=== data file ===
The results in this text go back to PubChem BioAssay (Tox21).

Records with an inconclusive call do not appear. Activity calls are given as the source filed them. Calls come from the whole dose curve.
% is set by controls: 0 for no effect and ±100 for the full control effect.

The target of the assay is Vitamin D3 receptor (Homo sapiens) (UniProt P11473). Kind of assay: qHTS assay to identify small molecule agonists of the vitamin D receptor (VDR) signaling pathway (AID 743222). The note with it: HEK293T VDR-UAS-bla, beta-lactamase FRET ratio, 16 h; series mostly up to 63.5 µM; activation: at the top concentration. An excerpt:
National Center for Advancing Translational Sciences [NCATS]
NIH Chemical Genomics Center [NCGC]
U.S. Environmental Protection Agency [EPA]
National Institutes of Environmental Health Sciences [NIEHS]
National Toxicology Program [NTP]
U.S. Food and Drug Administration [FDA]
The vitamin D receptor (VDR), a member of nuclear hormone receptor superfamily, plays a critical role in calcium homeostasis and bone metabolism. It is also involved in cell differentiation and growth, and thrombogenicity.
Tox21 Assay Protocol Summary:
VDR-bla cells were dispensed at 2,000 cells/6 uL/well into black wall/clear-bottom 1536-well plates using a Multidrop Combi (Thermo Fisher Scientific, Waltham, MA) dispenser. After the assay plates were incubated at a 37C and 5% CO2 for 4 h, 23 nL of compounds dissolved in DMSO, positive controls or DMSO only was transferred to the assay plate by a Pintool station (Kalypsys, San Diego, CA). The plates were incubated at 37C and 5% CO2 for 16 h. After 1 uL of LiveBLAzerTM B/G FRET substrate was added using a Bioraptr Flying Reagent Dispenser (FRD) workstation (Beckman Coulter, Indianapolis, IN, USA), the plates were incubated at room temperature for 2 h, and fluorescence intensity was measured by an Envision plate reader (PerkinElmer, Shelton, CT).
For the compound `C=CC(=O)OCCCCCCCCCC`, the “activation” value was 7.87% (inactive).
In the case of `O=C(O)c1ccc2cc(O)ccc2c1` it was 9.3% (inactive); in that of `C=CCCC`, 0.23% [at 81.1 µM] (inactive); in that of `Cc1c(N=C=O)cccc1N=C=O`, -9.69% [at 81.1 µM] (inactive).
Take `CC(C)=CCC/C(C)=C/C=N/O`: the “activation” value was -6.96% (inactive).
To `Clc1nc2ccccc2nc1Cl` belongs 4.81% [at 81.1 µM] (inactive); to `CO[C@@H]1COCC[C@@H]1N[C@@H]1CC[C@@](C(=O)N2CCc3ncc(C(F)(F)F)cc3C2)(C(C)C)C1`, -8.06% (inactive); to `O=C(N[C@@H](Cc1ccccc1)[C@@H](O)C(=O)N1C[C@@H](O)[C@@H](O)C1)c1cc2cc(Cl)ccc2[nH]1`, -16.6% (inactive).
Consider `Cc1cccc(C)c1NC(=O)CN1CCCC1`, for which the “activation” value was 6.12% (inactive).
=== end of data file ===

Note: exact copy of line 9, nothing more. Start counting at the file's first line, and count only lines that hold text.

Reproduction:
National Toxicology Program [NTP]